“The grass withers, the flower fades,
but the word of our God stands forever.” (Isaiah 40:8)
She had been a member of the Free Presbyterian Church all her life. Faithfully and diligently she had read the Scriptures and memorized multiple sections of the Word throughout her life. Now, during the autumn of her life, she started to lose control of her faculties little by little. She was diagnosed with Alzheimer’s, that degenerative disease which leaves a human being ultimately as a mere shell, at a vegetative level.
The minister of her congregation visited her faithfully in the care facility where she now resided for a number of years, recounts Rev. Alan Cairns to his audience. The time came that the minister could not have a conversation with her anymore. He would greet her, mention his name, and ask after her well-being, but would not even receive a signal that she was aware of his presence. She was essentially cut off from all human communication and relationship. Effectively, she had already left this world behind.
“But,” recalls Rev. Cairns, “then the moment came, after he had chatted in monologue for a while, that the minister took out his Bible and started to read from the Scriptures. To his amazement he heard a soft, quavering voice speaking the same Scriptures which he was reading. Whereas no communication at all was possible anymore, whereas she needed full-fledged help from bed to toilet and to mealtimes, when it came to God’s Word, she actually came alive and spoke!” All the memory work she had imbibed all through her life was still there, even with everything else gone!
When her husband passed away after many years of blessed marriage, something seemed to break in her. She seemed to take her leave of this world gradually. Much of her life had revolved around the Reformed Baptist Church, really her most meaningful family, and she was intensely familiar with all the songs of the church hymnal. Her husband used to be a member of the town’s men’s choir and she loved to hear him sing about the great deeds, love, and grace of God. It was not long into her widowhood that she was diagnosed with dementia. Those around her saw a woman who was always well coiffed, neatly – even elegantly – dressed, become slovenly and unaware of her appearance. Physically she deteriorated to the point that it was noted how little human dignity was left; she soiled herself, ate spasmodically and without even having mastery of the most rudimentary of table manners. Humanly speaking, she was a sad and painful sight to behold, especially for those who had known her so very differently.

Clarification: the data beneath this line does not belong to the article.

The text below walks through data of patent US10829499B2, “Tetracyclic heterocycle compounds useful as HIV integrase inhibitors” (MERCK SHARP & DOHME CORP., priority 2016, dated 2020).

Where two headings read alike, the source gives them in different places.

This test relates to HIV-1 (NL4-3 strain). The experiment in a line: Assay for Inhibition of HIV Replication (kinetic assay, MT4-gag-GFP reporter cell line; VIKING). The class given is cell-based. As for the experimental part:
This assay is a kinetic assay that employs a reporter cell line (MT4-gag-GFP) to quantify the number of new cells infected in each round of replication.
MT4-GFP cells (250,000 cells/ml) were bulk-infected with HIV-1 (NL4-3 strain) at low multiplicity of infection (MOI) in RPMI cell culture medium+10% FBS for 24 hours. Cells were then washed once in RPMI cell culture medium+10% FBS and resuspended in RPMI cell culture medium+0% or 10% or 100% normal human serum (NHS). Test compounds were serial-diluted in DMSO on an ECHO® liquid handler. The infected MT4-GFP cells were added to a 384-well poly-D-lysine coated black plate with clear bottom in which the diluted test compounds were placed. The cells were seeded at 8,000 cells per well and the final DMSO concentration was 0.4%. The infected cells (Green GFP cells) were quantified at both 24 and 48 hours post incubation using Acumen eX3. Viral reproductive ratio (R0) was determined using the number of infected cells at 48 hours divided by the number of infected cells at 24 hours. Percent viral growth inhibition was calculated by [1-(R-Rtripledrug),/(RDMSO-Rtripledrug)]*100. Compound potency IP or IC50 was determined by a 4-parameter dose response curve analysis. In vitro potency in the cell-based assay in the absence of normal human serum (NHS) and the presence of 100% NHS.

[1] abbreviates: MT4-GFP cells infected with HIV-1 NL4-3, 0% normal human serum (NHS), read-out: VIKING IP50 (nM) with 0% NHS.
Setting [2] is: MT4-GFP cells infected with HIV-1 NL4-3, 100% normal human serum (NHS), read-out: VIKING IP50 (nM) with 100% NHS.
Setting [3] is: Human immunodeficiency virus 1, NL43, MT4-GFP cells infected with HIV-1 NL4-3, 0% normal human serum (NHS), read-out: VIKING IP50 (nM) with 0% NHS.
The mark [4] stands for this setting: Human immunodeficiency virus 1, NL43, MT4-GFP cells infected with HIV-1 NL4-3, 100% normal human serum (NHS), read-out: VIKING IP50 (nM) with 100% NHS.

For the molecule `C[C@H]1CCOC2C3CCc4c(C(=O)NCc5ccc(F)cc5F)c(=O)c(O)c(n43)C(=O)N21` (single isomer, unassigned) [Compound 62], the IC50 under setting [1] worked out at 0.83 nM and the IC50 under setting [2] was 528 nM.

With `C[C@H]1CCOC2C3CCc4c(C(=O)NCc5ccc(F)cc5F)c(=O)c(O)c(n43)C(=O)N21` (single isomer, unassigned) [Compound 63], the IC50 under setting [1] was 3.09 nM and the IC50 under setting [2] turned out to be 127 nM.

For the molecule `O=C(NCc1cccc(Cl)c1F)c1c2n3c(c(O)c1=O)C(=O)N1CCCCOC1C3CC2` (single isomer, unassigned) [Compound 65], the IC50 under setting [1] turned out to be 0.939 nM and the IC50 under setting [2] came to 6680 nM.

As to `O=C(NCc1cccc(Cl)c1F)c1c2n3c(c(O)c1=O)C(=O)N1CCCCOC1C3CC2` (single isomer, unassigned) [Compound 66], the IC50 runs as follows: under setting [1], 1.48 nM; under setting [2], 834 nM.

Yet, most amazingly, whereas she was back at the mental level of a toddler, there was one thing in which she was still highly responsive. When a little choir from her church came to the home for the elderly to sing songs, her eyes would light up, she would smile, she would hum along. Conversations were non-events, consisting of some mumblings at times, or repeating the odd word. But when one of her family members would sing a Scriptural song she would become animated and a smile would light her face!
For the Christian who leads a life in close fellowship with God, it appears that when the earthly dwelling is being stripped away, when bodily functions cease, the ultimate dignity is still preserved in a soul that is attuned to God the Word and the Word of God! Yes, it is true that the human measure of dignity erodes and the human observer sees the wreckage that is inherited from the fall into sin. God and the discerning Christian eye see beyond the perishable and looks in amazement and wonder at the imperishable that remains in God’s children even to the point when they cross Jordan.
Stripped of what Perishes
Edersheim (in The Life and Times of Jesus the Messiah, 129-133), talking about the circumstances of the birth of Jesus, tells us the following:
If we think of Jesus as the Messiah from heaven, the surroundings of outward poverty, so far from detracting, seem most congruous to His Divine character. Earthly splendour would here seem like tawdry tinsel, and the utmost simplicity like the clothing of the lilies which far surpassed all the glory of Solomon’s court…
Two impressions are left on the mind: that of utmost earthly humility, in the surrounding circumstances, and that of inward fitness, in the contrast suggested by them… That on such slender thread, as the feeble throb of Infant-life, the salvation of the world should hang – and no special watch over its safety, no better shelter provided than a stable, no other cradle than a manger! And still it is ever so. On what slender thread has the continued life of the Church often seemed to hang; on what feeble throbbing that of every child of God – with no visible outward means to ward off danger, no home of comfort, no rest of ease. But, ‘Lo, children are Jehovah’s heritage!’
One great mark of the Lord’s coming to earth and walk on earth was His lack of attachment to the things that perish. Stripped of all earthly tinsel, even in the circumstances of His birth – in Edersheim’s words – His pure relationship to God is what remains. This is also the wonderful picture seen in God’s children when they, in God’s providence, are gradually stripped of all that perishes, while jealously holding on to that mysterious state in which ‘the Word of God shall stand forever.’
“In the last analysis it is our conception of death which decides our answers to all the questions life puts to us.” –Dag Hammarskjold (1905-1961)
Dr Herm Zandman